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Mar 20, 2017

Less is more; Police Minister says new media policy helps police investigation

As you would know by now, the working relationship between the media and the police, is somewhere at its lowest ebb.  Police are now only providing bulletins scanty of details to the media since verbal communications were suspended. The situation has become exasperating because we are unable to provide official information on the work of the police as well as the crime situation running the risk of being inaccurate to the public we serve. The rupture took place earlier this year, and last week, the media decided to boycott coverage of a police event, to make its case that the chill is unsatisfactory at best. The official response from the police has been that in providing details, cases can be prejudiced. Today, wearing his hat as Minister of Home Affairs, we asked Wilfred Elrington, about this impractical policy.

 

Wilfred Elrington, Minister of Home Affairs

Wilfred Elrington

“You would have noticed that a change took place after I was named Minister of Home Affairs.  I had always had great concern about the practice that was done in the past where whenever there was a shooting or a murder, you would have different police officers who would go into a long briefing of the media on the matter and would engage in answering a number of questions.  I always had grave doubts about the wisdom of doing that.  Certainly when I was being trained as an attorney the instructions we got was that when matters are under investigation, the less said, the better.  And so I expressed that concern to the commissioner and the CEO when I got appointed Minister of Home Affairs and I thought, I suggested to them that maybe the more correct would be simply to send out a press release to the media in a timely manner so that the Belizeans can be informed of the incident but so that we would not be divulging information which could in fact prejudice a subsequent trial or even investigation.  It is my view that the less said when these matters occur the better it is because it gives to the police a greater chance of obtaining both evidence and conviction.  That’s simply my view.  So they have been acting, I would imagine, basically on the suggestion that I made to the commissioner and the CEO at the time when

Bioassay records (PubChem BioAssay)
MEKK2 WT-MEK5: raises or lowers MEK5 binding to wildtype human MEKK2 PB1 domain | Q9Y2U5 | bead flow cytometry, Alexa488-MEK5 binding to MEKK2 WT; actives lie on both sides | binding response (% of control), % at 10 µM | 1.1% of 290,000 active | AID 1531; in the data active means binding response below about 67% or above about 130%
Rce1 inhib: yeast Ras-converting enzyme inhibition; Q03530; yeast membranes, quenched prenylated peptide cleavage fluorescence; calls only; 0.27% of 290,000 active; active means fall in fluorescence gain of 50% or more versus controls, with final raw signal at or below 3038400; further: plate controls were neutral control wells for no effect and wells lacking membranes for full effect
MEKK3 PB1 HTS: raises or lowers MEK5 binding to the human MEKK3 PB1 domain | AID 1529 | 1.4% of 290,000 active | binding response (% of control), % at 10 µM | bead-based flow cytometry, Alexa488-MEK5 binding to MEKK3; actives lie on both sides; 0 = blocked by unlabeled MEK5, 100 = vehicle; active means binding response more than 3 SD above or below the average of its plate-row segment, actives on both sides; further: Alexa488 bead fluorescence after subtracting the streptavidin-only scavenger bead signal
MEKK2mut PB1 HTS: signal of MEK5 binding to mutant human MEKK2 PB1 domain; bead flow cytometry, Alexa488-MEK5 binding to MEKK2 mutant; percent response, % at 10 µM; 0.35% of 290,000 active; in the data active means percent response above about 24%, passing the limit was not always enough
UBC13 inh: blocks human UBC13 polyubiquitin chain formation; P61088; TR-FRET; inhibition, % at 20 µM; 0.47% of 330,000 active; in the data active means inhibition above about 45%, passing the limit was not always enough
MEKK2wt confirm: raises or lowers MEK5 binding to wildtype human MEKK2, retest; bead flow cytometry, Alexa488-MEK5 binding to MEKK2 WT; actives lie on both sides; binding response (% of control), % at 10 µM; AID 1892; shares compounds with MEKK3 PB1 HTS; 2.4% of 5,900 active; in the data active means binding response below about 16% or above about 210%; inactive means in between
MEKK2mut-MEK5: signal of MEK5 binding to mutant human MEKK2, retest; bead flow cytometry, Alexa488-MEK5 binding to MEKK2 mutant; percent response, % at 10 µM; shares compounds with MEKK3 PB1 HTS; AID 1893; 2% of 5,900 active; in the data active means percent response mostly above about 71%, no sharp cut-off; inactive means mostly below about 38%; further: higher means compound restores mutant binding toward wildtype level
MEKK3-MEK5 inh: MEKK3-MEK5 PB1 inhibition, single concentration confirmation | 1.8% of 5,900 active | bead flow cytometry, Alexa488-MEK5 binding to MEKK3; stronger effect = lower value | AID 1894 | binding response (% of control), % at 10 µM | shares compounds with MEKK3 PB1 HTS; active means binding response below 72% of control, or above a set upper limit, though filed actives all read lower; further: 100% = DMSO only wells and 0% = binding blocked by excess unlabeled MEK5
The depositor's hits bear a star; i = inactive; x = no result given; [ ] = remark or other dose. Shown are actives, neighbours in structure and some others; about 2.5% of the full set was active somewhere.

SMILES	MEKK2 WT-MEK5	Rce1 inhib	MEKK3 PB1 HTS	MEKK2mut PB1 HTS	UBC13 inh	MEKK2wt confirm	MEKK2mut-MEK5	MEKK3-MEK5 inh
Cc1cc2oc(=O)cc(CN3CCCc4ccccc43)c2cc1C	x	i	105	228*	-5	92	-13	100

I got appointed.”

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Viewers please note: This Internet newscast is a verbatim transcript of our evening television newscast. Where speakers use Kriol, we attempt to faithfully reproduce the quotes using a standard spelling system.

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